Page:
Sunday, October 16, 2005

Kerouac: First Verse

The other night I had a dream that I was sitting on the sidewalk on Moody Street, Pawtucketville, Lowell, Mass., with a pencil and paper in my hand saying to myself
“Describe the wrinkly tar of this sidewalk, also the iron pickets of Textile Institute,
or the doorway where Lousy and you and G.J.’s always sittin’ and don’t stop
to think of words when you do stop, just stop to think of the picture better –
and let your mind wander off yourself in this work.

- “Dr. Sax

ONCE I was young and had so much more orientation and could talk with nervous intelligence about everything with clarity and without as much literary preambling
as this; in other words this is the story of an unself-confident man, at the same time
of an egomaniac, naturally, facetious won’t do – just start at the beginning
and let the truth seep out.

- “The Subterraneans”

ALL RIGHT, WIFEY, MAYBE I’M A BIG PAIN in the you-know-what
but after I’ve given you a recitation of the troubles I had to go through to make good
in America between 1935 and more or less now, 1967, and although I also know
everybody in the world's had his own troubles, you'll understandthat my particular
form of anguish came from being too sensitive to all the lunkheads I had to deal with
just so I could get to be a highschool football star, a college student pouring coffee and washing dishes and scrimmaging till dark and reading Homer's Illiad in three days
all at the same time, and God help me a WRITER whose very 'success', far from being
a happy triumph as of old, was the sign of doom Himself.
(Insofar as nobody loves my dashes anyway, I'll use regular punctuation for the new
illiterate generation.)

- "Vanity of Duluoz"

Hopping a freight out of Los Angeles at high noon one day in late September 1955
I got on a gondola and lay down with my duffel bag under my head and my knees
crossed and contemplated the clouds as we rolled north to Santa Barbara.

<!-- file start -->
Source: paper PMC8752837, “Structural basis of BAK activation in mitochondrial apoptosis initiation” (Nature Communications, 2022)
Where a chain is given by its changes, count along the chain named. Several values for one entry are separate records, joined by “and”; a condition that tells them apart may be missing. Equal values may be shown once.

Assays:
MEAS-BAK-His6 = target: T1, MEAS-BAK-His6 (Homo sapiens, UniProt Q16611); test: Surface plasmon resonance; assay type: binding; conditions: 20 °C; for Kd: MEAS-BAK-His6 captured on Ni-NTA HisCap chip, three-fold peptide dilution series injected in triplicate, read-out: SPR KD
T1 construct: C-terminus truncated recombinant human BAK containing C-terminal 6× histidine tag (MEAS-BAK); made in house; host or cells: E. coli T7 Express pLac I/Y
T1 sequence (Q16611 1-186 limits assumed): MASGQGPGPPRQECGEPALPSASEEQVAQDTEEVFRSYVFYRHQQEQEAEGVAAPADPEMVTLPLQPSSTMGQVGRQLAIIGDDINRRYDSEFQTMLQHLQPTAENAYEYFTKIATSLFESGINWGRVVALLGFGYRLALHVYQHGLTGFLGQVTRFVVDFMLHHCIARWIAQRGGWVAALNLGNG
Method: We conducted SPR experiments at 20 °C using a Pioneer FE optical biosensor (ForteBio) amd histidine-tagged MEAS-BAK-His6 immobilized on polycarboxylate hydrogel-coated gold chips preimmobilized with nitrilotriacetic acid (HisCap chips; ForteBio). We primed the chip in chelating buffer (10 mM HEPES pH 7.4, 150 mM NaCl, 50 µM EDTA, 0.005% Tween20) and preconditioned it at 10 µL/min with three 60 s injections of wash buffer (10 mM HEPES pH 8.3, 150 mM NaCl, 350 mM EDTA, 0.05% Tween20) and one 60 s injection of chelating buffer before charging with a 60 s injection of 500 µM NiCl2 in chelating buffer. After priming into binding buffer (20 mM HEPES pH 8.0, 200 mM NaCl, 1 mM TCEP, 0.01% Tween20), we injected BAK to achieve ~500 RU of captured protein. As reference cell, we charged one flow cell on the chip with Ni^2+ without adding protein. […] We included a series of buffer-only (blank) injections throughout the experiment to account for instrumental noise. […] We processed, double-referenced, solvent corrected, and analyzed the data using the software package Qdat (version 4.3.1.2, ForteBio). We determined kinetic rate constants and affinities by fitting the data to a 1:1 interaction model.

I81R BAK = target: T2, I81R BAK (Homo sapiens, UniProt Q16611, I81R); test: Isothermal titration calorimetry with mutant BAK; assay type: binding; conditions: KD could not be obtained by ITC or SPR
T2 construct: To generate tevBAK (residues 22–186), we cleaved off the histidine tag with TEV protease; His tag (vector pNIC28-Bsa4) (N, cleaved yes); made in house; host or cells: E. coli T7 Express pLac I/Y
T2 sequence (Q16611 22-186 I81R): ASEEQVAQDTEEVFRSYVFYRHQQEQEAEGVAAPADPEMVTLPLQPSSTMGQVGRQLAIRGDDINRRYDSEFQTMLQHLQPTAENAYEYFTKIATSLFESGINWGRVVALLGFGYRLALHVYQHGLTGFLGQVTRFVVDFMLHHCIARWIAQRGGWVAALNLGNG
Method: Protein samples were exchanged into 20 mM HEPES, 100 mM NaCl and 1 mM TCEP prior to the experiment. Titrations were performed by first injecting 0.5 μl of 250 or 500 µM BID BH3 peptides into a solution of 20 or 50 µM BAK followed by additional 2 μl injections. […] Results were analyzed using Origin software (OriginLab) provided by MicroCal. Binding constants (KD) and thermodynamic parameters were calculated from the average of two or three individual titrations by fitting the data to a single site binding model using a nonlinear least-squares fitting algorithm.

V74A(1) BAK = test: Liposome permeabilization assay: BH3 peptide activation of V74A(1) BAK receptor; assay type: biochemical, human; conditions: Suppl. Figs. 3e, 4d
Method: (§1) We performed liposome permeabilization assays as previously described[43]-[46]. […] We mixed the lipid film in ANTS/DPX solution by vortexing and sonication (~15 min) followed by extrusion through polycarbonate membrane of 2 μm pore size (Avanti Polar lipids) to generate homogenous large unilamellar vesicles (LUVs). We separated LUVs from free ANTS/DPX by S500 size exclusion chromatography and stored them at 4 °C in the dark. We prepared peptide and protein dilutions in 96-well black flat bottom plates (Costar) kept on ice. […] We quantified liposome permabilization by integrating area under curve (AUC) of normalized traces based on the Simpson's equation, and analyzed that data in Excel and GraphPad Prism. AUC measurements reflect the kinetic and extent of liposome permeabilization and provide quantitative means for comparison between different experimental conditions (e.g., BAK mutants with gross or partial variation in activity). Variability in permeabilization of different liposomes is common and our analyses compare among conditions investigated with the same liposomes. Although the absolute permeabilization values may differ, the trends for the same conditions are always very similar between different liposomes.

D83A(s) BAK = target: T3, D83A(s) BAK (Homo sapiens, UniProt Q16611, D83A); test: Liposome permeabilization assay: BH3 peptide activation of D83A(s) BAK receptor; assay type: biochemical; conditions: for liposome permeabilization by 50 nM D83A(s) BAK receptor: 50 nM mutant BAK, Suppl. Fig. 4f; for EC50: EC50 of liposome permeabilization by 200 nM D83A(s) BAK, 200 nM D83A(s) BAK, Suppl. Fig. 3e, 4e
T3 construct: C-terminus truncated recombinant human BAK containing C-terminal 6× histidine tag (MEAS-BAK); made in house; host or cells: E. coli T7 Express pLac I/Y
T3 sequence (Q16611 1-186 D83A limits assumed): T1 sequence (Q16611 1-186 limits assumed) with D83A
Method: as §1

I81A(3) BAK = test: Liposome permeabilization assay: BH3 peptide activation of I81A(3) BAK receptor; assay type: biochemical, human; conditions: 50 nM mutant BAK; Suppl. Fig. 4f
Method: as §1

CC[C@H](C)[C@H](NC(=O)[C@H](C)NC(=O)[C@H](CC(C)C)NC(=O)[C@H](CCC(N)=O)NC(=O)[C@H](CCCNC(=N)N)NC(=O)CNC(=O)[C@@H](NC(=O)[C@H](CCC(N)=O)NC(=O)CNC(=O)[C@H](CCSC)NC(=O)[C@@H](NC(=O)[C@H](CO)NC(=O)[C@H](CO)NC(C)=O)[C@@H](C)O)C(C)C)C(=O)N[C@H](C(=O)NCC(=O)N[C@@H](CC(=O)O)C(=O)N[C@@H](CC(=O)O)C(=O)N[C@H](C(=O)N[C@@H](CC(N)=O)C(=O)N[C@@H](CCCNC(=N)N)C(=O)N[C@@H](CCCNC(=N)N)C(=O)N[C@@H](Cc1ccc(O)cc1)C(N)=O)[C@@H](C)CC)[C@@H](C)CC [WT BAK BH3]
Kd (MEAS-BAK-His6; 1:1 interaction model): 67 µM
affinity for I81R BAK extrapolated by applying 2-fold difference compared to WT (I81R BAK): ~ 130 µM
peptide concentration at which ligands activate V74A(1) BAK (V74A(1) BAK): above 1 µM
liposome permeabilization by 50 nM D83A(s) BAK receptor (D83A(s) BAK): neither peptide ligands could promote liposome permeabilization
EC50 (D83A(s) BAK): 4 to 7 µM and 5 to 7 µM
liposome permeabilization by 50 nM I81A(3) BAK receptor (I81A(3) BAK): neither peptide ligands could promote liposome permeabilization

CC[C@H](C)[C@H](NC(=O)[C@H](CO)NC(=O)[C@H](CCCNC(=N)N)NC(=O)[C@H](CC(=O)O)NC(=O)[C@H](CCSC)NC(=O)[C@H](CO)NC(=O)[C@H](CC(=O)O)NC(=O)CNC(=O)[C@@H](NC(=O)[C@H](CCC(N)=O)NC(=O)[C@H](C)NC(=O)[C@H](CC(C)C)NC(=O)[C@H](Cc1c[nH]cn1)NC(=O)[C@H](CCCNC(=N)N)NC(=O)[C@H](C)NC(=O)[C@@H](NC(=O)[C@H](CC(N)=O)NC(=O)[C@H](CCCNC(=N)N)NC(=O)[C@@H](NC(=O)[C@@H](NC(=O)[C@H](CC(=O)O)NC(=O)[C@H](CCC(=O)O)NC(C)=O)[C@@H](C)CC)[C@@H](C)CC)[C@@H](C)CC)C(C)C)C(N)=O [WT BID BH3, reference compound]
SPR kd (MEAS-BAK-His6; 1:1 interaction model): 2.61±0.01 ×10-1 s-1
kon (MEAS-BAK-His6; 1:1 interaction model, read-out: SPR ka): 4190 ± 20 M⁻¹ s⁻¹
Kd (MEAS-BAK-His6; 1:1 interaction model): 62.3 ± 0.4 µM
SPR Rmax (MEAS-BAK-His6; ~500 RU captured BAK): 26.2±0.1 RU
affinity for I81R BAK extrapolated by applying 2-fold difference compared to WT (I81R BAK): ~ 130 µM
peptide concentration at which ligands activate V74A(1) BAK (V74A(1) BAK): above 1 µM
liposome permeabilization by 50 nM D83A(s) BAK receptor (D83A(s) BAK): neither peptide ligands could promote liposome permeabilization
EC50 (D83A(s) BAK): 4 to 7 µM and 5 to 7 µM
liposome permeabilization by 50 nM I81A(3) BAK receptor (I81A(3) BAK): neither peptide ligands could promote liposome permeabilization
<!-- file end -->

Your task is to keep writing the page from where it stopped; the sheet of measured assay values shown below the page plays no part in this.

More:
It was a local and I intended to sleep on the beach.

- "The Dharma Bums"

before we all go to Heaven
All that hitchhikin'
All that railroadin'
All that comin back
to America
Via Mexican & Canadian borders…

Less begin with the sight of me with collar huddled up close to neck and tied
around with a handkerchief to keep it tight and snug, as I go trudging across
the bleak, dark warehouse lots of the ever lovin San Pedro waterfront,
the oil refineries smelling in the damp foggish night of Christmas 1951
and the brought-up mysteries of Sea Hag Pacific.

- “Lonesome Traveler”

THIS IS AN OLD DINER like the ones Cody and his father ate in, long ago, with that oldfashioned railroad car ceiling and sliding doors – the board where bread is cut is worn down fine as if with bread dust and a plane: the icebox (“Say I got some rice homefries tonight Cody!”) is a huge brownwwod thing with old fashioned pull-out handles, windows, tile walls, full of lovely pans of eggs, butter pats, piles of bacon – old lunchcarts always have a dish of sliced raw onions ready to go on hamburgs. Grill is ancient and dark and emits an odor which is really succulent, like you would expect.

- “Visions of Cody”


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